Welcome Jodi Stemler of Jodi Stemler Consulting!
I am honored to have a dear colleague of mine as a guest on KDN. Aside from the fact we have the same first name, Jodi and I lead similar lives, albeit in different time zones. We are both moms who have a background in fish and wildlife conservation, spent many years working in Washington, D.C., left our full-time gigs to raise children and are avid outdoorswomen. We are also committed to keeping our children connected to nature. While talking business with her one day it dawned on me that she is a perfect person to provide my readers with a new perspective on connecting kids with nature. Enjoy!
Camping with your kids can be a whole new adventure from the relatively easy days of camping without kids! When it was just me, I’d sleep with just an inflatable pad thrown on the ground (now that I think about it, that wasn’t that comfortable either). With kids, there’s a lot more to consider when planning and organizing for the trip. But the world that you open up for your children when you spend a night under the stars is worth the effort, and the memories from the trip cannot be replaced.
So, after my family’s recent weekend trip camping in the Pike National Forest in Colorado, I thought of three tips to pass along to parents to help them be prepared when camping with kids.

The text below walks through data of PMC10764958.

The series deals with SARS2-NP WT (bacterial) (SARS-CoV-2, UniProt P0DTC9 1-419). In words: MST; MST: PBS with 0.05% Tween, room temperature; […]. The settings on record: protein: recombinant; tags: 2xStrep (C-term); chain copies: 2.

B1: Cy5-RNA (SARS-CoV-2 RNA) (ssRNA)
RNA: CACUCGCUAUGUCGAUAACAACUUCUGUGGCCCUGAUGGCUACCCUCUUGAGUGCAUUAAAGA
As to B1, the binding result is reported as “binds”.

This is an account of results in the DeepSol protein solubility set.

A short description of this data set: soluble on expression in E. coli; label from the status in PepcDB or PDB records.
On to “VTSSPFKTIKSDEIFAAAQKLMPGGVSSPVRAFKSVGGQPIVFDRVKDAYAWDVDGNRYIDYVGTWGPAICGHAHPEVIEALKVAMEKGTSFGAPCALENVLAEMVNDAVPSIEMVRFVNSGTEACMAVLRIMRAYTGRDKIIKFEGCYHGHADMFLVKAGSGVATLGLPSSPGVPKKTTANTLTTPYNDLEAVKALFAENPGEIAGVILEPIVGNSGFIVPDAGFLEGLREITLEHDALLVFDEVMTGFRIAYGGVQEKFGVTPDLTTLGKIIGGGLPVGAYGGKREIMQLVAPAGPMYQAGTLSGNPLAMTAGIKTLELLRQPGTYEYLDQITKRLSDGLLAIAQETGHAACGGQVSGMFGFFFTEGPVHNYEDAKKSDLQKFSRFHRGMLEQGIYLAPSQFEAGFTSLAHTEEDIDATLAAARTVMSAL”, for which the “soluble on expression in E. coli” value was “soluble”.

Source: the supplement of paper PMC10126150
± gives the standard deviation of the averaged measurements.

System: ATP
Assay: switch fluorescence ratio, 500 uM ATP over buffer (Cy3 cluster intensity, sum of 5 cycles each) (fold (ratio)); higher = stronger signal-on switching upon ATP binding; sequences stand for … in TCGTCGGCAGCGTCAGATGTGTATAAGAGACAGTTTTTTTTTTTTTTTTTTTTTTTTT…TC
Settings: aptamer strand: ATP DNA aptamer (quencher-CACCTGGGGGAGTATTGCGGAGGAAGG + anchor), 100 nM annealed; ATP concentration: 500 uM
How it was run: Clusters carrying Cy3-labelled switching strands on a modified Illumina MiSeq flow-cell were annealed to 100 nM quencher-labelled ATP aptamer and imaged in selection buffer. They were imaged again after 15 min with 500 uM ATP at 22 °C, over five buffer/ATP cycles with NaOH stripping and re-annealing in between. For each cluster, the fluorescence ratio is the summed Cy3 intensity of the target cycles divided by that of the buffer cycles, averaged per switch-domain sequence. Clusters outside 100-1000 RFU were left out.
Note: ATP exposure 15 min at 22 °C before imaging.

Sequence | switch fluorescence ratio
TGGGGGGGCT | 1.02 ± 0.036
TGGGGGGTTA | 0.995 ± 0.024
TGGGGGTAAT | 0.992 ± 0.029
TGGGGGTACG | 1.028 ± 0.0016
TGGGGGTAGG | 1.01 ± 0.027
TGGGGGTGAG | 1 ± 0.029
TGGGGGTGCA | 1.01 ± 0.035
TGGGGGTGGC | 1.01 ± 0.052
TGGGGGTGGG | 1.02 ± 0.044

- Layers! Remember that when you’re camping you’re not treated to the nice temperature-regulated life that we usually live. Depending on where you are camping, it could be very hot during the day and really cold at night – and we’re not used to that when our house thermostats usually do the work for us. So make sure you check the weather and know what to expect for your trip. Pack layers of clothes for your kids. Nothing spoils a trip faster than one cold (or hot!) night in the tent!
- Activities – Think ahead about what you will do with your kids to keep them busy. I’m not suggesting you script every second of your trip by scheduling tours and hikes and fishing trips down to the minute. But look at the options that you’ll have where you’re going, give your kids a chance to choose the things they’d like to do – and then make sure you “schedule” plenty of free time. One of the best things about camping is giving kids some freedom to come up with activities on their own. Have field guides for birds and flowers, pack your fishing rods, and taking some card or board games isn’t a bad idea either. But leave the electronic games at home – remember you won’t have a plug to charge them up anyway!
- Chores – Really? On a camping trip? Yes! I’m not talking about the normal things they would do at home, but involving them in tasks that will engage them in the process of camping and teach them what needs to be done to make the camping trip successful. Collecting firewood, clearing the tent site of rocks and sticks before you put up the tent, helping to clean up after meals – all of these types of things will connect your child to the entire adventure.
More about Jodi:
Jodi Stemler has been in and around the outdoors since she was a small child growing up on a farm in central New Jersey. Her passion for nature led her to a career working on conservation policy and communications. When her daughter was born 5 years ago, she shifted from life in the office to life as a consultant allowing her to stay home (and play outdoors!) with her daughter while staying connected to the conservation cause. Jodi and her family live outside of Denver, Colorado and hike, run, fish, bird watch, camp…. you name it, as long as it gets them outside as much as possible